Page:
To provide means for band-pass filtering and demodulating the outputs from the detectors 16-32, the apparatus 10 further comprises a plurality of multipliers 52-68 arranged in three multiplier groups 88-92. Each of the multiplier groups 88-92 receive signal inputs from one of the amplifiers 46-50, and each of the multipliers 52-68 within a particular multiplier group receives a reference input from one of the alternating voltage generators 40-44. Each of the multipliers 52-68 therefore generates outputs having frequencies which are equal to the radiometric input signal frequencies of the detector whose bias voltage is the same as the reference voltage of that particular multiplier. Each of the outputs of the multipliers 52-68 also include frequencies which are the unwanted by-products of the multiplication process, as well as the frequency shifted outputs due to the outputs of the other detectors in the same detector group. While each of the multiplier groups 88-92 comprises three multipliers, it is to be understood that the number of multipliers in each group will in general be equal to the number of detectors in the detector group to which it is connected. In addition, other suitable means for band-pass filtering and demodulating the outputs from the detectors 16-32 may be used.
To provide means for filtering the output from the multipliers 52-68, the apparatus 10 further comprises a plurality of low-pass filters 70-86. The low-pass filter 70 is used to filter the output from the multiplier 52, while the low-pass filter 72 is used to filter the output of the multiplier 54. Similarly, the low-pass filters 74-86 are used to filter the output from the multipliers 56-68 respectively. The low-pass filters 70-86 permit passage of the radiometric input signal frequencies from the detectors 16-32 while substantially blocking or attenuating the unwanted by-products of the multiplication (or demodulation) process. By filtering the outputs of the multipliers 52-68 in this manner, the low-pass filters 70-86 operating in conjunction with the multipliers 52-68 are able to demodulate the output from the detectors 16-32. Although the low-pass filters 70-86 may each comprise an RC network, it is to be understood that other suitable means for filtering may be used.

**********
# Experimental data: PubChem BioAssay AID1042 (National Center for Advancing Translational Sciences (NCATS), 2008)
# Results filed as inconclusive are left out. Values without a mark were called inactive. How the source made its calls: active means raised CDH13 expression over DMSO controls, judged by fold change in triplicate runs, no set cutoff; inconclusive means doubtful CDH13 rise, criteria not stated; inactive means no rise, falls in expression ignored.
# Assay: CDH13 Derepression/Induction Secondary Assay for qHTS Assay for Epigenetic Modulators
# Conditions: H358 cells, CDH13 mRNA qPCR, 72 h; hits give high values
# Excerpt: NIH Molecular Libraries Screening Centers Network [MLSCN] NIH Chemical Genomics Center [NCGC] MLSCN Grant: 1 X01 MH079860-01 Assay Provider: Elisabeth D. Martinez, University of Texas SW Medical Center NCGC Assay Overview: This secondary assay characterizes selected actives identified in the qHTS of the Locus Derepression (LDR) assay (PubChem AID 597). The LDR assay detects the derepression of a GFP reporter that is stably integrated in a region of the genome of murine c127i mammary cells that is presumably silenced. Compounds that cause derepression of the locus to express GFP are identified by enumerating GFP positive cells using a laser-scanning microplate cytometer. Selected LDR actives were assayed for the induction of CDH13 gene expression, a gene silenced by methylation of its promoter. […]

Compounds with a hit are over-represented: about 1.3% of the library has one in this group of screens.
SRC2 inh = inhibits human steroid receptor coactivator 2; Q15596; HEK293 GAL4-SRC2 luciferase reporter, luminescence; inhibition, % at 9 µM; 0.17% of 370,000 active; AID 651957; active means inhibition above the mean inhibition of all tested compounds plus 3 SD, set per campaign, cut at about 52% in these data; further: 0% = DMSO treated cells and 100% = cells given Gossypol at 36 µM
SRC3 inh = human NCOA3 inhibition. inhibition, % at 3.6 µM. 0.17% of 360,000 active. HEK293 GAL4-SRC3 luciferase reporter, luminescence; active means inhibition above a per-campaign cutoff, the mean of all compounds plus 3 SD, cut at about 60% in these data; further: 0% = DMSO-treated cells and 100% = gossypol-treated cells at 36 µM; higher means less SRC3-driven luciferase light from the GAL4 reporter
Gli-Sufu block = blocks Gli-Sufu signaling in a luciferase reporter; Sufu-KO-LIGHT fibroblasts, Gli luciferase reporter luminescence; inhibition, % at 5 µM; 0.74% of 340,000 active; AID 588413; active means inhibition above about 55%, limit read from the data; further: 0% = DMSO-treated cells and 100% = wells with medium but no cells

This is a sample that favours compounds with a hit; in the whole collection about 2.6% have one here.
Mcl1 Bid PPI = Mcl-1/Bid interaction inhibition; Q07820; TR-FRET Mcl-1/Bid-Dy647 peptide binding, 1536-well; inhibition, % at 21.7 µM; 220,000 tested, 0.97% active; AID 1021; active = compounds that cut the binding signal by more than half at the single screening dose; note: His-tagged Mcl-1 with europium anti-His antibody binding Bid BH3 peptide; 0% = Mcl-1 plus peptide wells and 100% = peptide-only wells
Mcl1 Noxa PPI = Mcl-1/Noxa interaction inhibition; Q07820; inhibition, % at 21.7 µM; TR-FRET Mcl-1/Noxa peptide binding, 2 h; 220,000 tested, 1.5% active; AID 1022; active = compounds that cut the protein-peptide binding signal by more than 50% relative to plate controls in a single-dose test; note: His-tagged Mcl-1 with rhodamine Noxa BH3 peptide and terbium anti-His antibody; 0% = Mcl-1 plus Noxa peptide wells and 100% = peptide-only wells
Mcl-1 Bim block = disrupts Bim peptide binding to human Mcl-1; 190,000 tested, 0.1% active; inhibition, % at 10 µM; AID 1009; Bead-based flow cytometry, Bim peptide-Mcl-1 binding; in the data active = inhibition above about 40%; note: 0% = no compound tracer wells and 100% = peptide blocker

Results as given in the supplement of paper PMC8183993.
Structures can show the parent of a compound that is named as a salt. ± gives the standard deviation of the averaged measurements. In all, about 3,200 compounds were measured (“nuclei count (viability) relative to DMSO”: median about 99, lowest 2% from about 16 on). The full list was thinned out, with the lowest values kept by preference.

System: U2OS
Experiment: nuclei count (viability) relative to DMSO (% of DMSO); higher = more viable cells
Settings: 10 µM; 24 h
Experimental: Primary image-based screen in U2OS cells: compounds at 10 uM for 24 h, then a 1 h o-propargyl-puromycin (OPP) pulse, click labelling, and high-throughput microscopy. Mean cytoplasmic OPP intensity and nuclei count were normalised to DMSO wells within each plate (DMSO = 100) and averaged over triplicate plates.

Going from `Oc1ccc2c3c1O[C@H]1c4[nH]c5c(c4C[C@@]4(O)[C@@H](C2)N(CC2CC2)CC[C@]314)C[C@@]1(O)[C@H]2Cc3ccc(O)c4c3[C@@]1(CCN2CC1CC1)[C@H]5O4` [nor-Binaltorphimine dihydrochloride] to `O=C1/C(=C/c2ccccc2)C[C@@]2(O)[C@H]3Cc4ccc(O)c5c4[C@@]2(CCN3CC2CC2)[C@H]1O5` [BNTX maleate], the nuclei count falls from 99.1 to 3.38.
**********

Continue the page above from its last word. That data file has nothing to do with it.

The following example illustrates one method by which the present invention may be used. For purposes of illustration, it is assumed that the alternating voltage generator 44 is operating at a frequency of 1 MHz, the alternating voltage generator 42 is operating at 2 MHz, and the alternating voltage generator 40 is operating at a frequency of 3 MHz. In addition, it is assumed that the incident infrared radiation causes the resistance of the detectors 16-32 to vary at a frequency of 1 KHz. Under these operating conditions, the output of the detector 16 will be 3 MHz±1 KHz and 3 MHz. Similarly, the output for the detector 18 will be 2 MHz±1 KHz and 2 MHz, while the output of the detector 20 will be equal to 1 MHz±1 KHz and 1 MHz. These outputs are delivered to the multiplier 52 which also receives the output from the alternating voltage generator 40. Because the alternating voltage generator 40 operates with a reference frequency of 3 MHz, the output from the multiplier 52 will have frequencies equal to the sums and differences of 3 MHz and each individual signal input frequencies from the detectors 16-20. Accordingly, the output of the multiplier will have the following frequencies: